Seoul International Airport’s policy checked every passenger’s body temperature at the boarding gate. “I was told that if my temperature was higher than 37℃ (98.6℉), I will not be allowed to get on the plane,” Chen said.
For self-protection, Chen had three masks, a pair of protective eyewear, gloves and a hat. He worried about sitting in the plane. After he was seated, he was surprised to find that the passenger next to him was from Daegu, which had been severely affected by COVID-19, Chen didn’t take his mask off for the whole flight.
After the plane landed in China at Jinan Yaoqiang International Airport, it took three hours to empty the plane, as each passenger’s temperature was checked. Chen’s temperature was 37℃ (98.6℉).
“I was immediately taken to a room by the airport staff,” he said. “They asked me to wear a protective suit, and then I had my first nucleic acid test.” He saw that the person seated next to him had a temperature 37.5℃(99.5℉). “At that time, I felt that I have never felt so scared in my life.”
Chen was driven by ambulance directly to Jinan Chuanranbing Hospital. He needed to stay for more tests.
“As soon as I arrived at the hospital, I had a CT test on my lungs to check if there were shadows, and a blood test,” he said. Next day, more tests. That afternoon he was told the tests were negative, but they had to run more tests, over the next few days. Finally, he was allowed to leave, but needed to self isolate at home for 14 days.
At home, his parents had to self isolate too. Public workers stationed in front of his apartment to make sure the Chens stayed at home. After that, they installed a camera to replace the staff. “My family and I totally understand why our community took those measures,” he said. “We need to be responsible for our neighbors’ health.”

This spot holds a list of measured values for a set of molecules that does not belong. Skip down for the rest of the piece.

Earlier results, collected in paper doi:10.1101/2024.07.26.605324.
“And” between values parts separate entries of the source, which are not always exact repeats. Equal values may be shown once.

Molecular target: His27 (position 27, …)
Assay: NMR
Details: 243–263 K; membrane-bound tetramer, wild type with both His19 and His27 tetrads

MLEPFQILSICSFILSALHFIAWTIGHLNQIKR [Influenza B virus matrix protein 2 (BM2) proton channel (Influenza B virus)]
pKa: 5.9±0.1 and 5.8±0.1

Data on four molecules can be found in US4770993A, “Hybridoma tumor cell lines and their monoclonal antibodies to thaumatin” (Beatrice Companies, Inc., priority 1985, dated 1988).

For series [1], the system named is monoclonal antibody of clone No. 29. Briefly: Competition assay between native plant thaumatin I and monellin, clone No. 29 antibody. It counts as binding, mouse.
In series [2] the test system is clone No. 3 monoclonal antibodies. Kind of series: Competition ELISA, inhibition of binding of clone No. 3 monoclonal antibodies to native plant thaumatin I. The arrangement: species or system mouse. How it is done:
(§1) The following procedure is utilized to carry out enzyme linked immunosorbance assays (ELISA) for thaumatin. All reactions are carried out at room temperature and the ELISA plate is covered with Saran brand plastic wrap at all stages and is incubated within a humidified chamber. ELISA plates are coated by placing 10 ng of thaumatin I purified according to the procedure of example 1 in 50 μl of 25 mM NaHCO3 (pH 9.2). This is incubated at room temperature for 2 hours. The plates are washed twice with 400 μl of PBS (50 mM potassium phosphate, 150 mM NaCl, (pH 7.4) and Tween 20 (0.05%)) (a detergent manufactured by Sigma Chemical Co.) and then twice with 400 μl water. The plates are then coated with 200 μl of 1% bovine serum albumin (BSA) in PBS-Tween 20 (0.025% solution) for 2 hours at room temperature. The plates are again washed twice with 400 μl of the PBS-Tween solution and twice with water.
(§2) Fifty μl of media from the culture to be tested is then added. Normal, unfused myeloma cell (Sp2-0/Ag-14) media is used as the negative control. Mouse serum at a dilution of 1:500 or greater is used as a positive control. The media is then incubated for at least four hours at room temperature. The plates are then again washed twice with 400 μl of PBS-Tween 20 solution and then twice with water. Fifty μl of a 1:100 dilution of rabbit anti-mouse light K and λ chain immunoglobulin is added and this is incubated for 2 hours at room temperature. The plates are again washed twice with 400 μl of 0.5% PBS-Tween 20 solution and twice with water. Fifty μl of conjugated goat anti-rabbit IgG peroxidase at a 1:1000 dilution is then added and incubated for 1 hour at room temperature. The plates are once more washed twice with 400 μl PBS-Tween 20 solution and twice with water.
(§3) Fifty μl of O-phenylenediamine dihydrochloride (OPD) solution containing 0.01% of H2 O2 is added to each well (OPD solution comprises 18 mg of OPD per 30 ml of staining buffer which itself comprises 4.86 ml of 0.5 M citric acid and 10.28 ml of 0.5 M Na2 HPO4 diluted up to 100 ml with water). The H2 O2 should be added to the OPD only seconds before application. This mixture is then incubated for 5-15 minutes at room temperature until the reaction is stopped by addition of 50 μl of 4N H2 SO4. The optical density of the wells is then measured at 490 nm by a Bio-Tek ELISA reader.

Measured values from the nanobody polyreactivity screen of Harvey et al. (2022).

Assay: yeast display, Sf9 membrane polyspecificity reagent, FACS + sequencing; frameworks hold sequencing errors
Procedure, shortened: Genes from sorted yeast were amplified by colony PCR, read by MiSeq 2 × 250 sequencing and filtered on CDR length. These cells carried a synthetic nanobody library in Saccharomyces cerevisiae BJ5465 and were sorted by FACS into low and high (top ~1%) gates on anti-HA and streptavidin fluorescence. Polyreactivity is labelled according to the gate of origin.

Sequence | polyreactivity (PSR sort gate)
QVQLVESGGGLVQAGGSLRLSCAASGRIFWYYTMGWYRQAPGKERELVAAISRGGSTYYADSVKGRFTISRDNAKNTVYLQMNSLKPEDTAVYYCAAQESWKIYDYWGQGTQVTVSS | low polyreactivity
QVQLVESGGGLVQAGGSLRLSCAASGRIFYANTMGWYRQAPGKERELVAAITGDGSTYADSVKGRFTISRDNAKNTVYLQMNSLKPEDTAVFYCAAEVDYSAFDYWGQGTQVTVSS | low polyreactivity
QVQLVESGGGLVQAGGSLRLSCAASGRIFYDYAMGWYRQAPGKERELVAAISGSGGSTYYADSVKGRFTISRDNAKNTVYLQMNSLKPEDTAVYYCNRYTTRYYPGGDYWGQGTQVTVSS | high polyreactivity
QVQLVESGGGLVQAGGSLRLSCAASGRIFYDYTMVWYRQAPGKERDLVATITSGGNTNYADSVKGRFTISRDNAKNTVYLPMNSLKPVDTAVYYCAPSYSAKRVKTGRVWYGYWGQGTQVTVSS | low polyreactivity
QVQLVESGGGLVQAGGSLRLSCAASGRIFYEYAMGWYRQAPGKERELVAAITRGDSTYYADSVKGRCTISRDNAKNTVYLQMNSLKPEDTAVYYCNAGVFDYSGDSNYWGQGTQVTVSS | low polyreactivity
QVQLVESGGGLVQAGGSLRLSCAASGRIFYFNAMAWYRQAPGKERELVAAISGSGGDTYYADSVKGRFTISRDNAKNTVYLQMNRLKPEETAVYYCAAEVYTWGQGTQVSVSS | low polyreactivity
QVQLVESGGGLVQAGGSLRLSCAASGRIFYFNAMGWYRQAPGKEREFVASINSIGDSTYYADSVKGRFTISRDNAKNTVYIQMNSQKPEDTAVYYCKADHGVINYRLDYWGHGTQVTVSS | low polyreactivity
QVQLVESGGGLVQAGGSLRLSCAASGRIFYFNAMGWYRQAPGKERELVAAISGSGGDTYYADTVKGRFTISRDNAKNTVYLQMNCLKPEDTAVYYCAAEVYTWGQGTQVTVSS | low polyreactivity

Two weeks later, Chen was tested again. The tests were negative. “So just like that, my life returned to normal, that camera was taken off immediately,” he said.
Violet Chen, a junior student studying in a private high school in Maryland, was asked to fill out a “declaration of health” form on her flight to China. The form asked the passenger if he or she had been in contact with people diagnosed with the coronavirus, if there are confirmed cases in the community where the passenger lived before, if the passenger has any suspected symptoms, etc.
Getting off the plane, she found people wearing protective clothes who measured the temperature of each passenger. Then, all passengers got off the plane, row by row. Everyone handed over the completed form, and then they had a health test. After picking up luggage, people were driven by shuttle buses to the quarantine hotels for 14 days of quarantine.
Ziwei Zhang, a senior student at Duke University, said when she arrived in her quarantine hotel, “I needed to report my body temperature twice a day. My quarantine days were pretty nice because the hotel staff always tried to help us as much as possible.”
This site uses Akismet to reduce spam. Learn how your comment data is processed.